Sunday, January 18, 2009

And then they came for him

"... there is now a widespread tendency to argue that one can only defend democracy by totalitarian methods ... These people don’t see that if you encourage totalitarian methods, the time may come when they will be used against you instead of for you. Make a habit of imprisoning Fascists without trial, and perhaps the process won’t stop at Fascists." - George Orwell, "The Freedom of the Press"

Lasantha Wickrematunge was a Sri Lankan journalist who had grown critical of the government's abuses of civil liberties and journalistic censorship in pursuit of putting a stop to the Tamil Tigers (the terrorist group that introduced the modern tactics of suicide bombing.) Anticipating that he would be killed for his dissent, he wrote his own obituary in advance. Demonstrating the on-going relevance of Orwell, The Economist notes

On the battlefield, the Tigers have nearly lost. Few neutrals can be sad about that. Alarmingly, however, Tiger methods—ruthless silencing of dissenting voices, insistence on fanatical loyalty—seem to be catching on. Spokesmen often justify the government’s murky behaviour by reference to the awfulness of the Tigers. But the outside world and Sri Lanka’s own citizens have the right to hold a democratically elected government to higher standards than a banned terrorist outfit. That demands a swift and decisive end to the impunity which those who menace and kill the government’s critics enjoy.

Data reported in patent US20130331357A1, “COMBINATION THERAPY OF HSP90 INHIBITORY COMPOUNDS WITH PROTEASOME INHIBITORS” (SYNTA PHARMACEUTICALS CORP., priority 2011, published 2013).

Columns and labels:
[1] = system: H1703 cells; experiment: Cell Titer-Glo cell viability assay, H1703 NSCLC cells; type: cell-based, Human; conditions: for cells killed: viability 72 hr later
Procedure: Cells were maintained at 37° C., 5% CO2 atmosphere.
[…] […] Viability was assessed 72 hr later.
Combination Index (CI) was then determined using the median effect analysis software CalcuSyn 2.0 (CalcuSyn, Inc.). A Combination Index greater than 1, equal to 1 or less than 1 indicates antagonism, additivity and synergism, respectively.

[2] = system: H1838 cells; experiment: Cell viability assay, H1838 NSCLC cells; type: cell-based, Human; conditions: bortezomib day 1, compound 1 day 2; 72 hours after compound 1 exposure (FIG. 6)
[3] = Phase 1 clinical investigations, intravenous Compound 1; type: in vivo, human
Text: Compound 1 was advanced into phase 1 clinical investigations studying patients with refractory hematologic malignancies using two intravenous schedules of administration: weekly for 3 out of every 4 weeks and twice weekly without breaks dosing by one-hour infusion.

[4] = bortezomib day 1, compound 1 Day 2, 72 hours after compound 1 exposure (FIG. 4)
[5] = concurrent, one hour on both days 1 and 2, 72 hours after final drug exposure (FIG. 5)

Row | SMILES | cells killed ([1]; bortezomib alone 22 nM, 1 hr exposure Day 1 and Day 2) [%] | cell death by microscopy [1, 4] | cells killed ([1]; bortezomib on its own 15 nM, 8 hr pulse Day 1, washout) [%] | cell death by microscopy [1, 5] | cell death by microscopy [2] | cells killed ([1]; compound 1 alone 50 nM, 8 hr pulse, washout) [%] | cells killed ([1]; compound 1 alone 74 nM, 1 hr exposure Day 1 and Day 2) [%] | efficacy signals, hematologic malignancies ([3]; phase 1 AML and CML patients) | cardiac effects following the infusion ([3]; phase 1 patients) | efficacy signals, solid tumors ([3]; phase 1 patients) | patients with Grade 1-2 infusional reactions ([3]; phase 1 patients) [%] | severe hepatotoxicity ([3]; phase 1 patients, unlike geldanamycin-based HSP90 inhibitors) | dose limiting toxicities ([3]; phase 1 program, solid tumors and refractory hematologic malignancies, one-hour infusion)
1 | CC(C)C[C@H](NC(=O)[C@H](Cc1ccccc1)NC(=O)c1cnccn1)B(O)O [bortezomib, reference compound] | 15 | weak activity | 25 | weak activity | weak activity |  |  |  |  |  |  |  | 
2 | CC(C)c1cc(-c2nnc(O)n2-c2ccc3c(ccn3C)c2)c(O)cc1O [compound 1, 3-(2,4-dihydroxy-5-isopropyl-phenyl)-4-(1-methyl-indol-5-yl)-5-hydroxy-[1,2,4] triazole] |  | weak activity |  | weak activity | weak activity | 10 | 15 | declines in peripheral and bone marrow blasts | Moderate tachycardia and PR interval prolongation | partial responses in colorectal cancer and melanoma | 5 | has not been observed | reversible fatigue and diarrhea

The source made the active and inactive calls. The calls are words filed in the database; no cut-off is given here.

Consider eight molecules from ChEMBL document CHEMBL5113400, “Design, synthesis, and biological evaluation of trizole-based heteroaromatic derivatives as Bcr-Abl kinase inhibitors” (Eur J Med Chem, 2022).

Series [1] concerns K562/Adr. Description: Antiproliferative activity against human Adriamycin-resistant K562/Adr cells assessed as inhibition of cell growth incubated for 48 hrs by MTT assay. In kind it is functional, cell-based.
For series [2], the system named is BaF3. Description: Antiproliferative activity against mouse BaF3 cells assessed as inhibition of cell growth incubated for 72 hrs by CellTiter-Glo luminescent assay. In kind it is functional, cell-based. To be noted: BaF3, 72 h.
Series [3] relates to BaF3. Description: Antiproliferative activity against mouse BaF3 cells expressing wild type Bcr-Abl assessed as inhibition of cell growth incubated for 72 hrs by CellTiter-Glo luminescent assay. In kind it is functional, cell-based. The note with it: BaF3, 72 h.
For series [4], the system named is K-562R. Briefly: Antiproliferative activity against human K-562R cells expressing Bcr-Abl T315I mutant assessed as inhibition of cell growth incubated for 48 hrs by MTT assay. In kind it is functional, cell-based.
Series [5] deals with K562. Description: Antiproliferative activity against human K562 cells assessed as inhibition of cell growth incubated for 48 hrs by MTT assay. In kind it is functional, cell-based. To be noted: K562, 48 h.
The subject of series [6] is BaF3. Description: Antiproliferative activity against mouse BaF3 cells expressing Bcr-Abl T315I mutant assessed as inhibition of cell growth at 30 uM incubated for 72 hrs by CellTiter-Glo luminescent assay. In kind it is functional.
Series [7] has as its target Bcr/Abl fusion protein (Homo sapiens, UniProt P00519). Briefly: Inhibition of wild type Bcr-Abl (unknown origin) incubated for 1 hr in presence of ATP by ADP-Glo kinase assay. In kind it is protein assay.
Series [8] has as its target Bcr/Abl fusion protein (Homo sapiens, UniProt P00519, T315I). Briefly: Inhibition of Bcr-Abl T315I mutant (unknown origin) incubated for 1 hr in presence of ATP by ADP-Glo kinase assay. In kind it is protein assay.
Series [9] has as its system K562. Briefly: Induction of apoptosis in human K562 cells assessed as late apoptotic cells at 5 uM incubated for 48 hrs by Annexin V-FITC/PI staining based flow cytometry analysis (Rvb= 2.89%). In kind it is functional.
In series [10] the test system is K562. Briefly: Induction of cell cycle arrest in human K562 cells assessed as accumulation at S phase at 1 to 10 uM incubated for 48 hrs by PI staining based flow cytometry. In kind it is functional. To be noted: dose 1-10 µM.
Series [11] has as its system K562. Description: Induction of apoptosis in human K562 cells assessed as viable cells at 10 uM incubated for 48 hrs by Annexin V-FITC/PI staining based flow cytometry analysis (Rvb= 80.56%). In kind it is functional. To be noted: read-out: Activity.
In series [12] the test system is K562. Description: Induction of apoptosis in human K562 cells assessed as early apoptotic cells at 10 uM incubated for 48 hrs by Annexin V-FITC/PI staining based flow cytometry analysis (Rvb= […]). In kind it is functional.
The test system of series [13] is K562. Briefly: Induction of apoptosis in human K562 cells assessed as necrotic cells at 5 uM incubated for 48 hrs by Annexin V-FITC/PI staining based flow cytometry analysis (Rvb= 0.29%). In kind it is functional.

Wickrematunge's self-written obituary is titled "And then they came for me" and its profound message deserves a careful reading.

People often ask me why I take such risks and tell me it is a matter of time before I am bumped off. Of course I know that: it is inevitable. But if we do not speak out now, there will be no one left to speak for those who cannot, whether they be ethnic minorities, the disadvantaged or the persecuted. An example that has inspired me throughout my career in journalism has been that of the German theologian, Martin Niem”ller. In his youth he was an anti-Semite and an admirer of Hitler. As Nazism took hold in Germany, however, he saw Nazism for what it was: it was not just the Jews Hitler sought to extirpate, it was just about anyone with an alternate point of view. Niem”ller spoke out, and for his trouble was incarcerated in the Sachsenhausen and Dachau concentration camps from 1937 to 1945, and very nearly executed. While incarcerated, Niem”ller wrote a poem that, from the first time I read it in my teenage years, stuck hauntingly in my mind:

First they came for the Jews
and I did not speak out because I was not a Jew.
Then they came for the Communists
and I did not speak out because I was not a Communist.
Then they came for the trade unionists
and I did not speak out because I was not a trade unionist.
Then they came for me
and there was no one left to speak out for me.

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